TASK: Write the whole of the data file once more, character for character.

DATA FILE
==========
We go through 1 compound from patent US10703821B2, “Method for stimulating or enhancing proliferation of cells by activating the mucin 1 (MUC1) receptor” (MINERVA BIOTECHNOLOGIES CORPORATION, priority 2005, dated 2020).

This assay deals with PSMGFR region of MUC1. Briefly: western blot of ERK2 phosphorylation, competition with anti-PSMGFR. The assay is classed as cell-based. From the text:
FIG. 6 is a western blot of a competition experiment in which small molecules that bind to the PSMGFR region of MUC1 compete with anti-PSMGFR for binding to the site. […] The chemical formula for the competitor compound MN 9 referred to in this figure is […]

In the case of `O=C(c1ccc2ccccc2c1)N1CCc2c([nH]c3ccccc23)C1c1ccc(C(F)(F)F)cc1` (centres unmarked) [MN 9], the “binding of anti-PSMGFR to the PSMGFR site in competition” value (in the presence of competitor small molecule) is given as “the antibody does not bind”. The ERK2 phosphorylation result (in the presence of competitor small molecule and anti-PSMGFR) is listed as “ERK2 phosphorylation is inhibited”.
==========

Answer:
We go through 1 compound from patent US10703821B2, “Method for stimulating or enhancing proliferation of cells by activating the mucin 1 (MUC1) receptor” (MINERVA BIOTECHNOLOGIES CORPORATION, priority 2005, dated 2020).

This assay deals with PSMGFR region of MUC1. Briefly: western blot of ERK2 phosphorylation, competition with anti-PSMGFR. The assay is classed as cell-based. From the text:
FIG. 6 is a western blot of a competition experiment in which small molecules that bind to the PSMGFR region of MUC1 compete with anti-PSMGFR for binding to the site. […] The chemical formula for the competitor compound MN 9 referred to in this figure is […]

In the case of `O=C(c1ccc2ccccc2c1)N1CCc2c([nH]c3ccccc23)C1c1ccc(C(F)(F)F)cc1` (centres unmarked) [MN 9], the “binding of anti-PSMGFR to the PSMGFR site in competition” value (in the presence of competitor small molecule) is given as “the antibody does not bind”. The ERK2 phosphorylation result (in the presence of competitor small molecule and anti-PSMGFR) is listed as “ERK2 phosphorylation is inhibited”.